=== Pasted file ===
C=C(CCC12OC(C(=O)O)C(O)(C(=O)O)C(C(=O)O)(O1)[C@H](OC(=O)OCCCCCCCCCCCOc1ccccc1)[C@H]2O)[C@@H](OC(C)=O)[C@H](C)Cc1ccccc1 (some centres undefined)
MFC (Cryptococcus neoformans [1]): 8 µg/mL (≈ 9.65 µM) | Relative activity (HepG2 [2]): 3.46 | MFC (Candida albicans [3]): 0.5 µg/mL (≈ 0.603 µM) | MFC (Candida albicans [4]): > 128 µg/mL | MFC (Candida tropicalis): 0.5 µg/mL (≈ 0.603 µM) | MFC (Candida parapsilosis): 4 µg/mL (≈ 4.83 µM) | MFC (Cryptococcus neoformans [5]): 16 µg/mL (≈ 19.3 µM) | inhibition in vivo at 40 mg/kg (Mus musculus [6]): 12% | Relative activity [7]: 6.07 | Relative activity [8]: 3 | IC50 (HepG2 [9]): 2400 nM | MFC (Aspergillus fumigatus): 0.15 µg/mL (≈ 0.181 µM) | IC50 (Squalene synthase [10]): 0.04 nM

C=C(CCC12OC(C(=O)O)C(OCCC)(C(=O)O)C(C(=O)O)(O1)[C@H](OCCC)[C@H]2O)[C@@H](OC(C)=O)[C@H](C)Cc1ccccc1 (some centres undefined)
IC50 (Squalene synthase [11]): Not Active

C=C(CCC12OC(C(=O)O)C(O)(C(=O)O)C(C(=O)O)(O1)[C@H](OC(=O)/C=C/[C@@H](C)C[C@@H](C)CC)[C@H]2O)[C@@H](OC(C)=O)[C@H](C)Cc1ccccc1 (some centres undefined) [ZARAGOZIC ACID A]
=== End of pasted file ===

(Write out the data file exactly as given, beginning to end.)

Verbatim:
C=C(CCC12OC(C(=O)O)C(O)(C(=O)O)C(C(=O)O)(O1)[C@H](OC(=O)OCCCCCCCCCCCOc1ccccc1)[C@H]2O)[C@@H](OC(C)=O)[C@H](C)Cc1ccccc1 (some centres undefined)
MFC (Cryptococcus neoformans [1]): 8 µg/mL (≈ 9.65 µM) | Relative activity (HepG2 [2]): 3.46 | MFC (Candida albicans [3]): 0.5 µg/mL (≈ 0.603 µM) | MFC (Candida albicans [4]): > 128 µg/mL | MFC (Candida tropicalis): 0.5 µg/mL (≈ 0.603 µM) | MFC (Candida parapsilosis): 4 µg/mL (≈ 4.83 µM) | MFC (Cryptococcus neoformans [5]): 16 µg/mL (≈ 19.3 µM) | inhibition in vivo at 40 mg/kg (Mus musculus [6]): 12% | Relative activity [7]: 6.07 | Relative activity [8]: 3 | IC50 (HepG2 [9]): 2400 nM | MFC (Aspergillus fumigatus): 0.15 µg/mL (≈ 0.181 µM) | IC50 (Squalene synthase [10]): 0.04 nM

C=C(CCC12OC(C(=O)O)C(OCCC)(C(=O)O)C(C(=O)O)(O1)[C@H](OCCC)[C@H]2O)[C@@H](OC(C)=O)[C@H](C)Cc1ccccc1 (some centres undefined)
IC50 (Squalene synthase [11]): Not Active

C=C(CCC12OC(C(=O)O)C(O)(C(=O)O)C(C(=O)O)(O1)[C@H](OC(=O)/C=C/[C@@H](C)C[C@@H](C)CC)[C@H]2O)[C@@H](OC(C)=O)[C@H](C)Cc1ccccc1 (some centres undefined) [ZARAGOZIC ACID A]